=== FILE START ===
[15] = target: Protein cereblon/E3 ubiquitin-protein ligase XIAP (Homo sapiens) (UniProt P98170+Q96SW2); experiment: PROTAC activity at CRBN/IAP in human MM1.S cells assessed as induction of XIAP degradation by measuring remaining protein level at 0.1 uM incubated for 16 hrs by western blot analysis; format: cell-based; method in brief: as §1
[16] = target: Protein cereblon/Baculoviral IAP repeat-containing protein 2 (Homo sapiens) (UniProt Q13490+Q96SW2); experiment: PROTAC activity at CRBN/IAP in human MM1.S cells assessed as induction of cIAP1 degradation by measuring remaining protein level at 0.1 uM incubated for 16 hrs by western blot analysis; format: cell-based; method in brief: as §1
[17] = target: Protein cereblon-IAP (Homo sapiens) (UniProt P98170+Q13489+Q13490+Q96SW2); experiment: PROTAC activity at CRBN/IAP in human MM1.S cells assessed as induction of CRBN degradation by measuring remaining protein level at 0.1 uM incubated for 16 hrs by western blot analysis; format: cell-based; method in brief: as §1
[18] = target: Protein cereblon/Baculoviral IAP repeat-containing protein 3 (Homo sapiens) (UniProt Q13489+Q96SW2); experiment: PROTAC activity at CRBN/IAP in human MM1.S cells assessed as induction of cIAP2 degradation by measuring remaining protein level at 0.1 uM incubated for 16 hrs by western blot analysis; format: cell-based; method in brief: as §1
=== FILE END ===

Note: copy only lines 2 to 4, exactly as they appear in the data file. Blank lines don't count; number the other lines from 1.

[16] = target: Protein cereblon/Baculoviral IAP repeat-containing protein 2 (Homo sapiens) (UniProt Q13490+Q96SW2); experiment: PROTAC activity at CRBN/IAP in human MM1.S cells assessed as induction of cIAP1 degradation by measuring remaining protein level at 0.1 uM incubated for 16 hrs by western blot analysis; format: cell-based; method in brief: as §1
[17] = target: Protein cereblon-IAP (Homo sapiens) (UniProt P98170+Q13489+Q13490+Q96SW2); experiment: PROTAC activity at CRBN/IAP in human MM1.S cells assessed as induction of CRBN degradation by measuring remaining protein level at 0.1 uM incubated for 16 hrs by western blot analysis; format: cell-based; method in brief: as §1
[18] = target: Protein cereblon/Baculoviral IAP repeat-containing protein 3 (Homo sapiens) (UniProt Q13489+Q96SW2); experiment: PROTAC activity at CRBN/IAP in human MM1.S cells assessed as induction of cIAP2 degradation by measuring remaining protein level at 0.1 uM incubated for 16 hrs by western blot analysis; format: cell-based; method in brief: as §1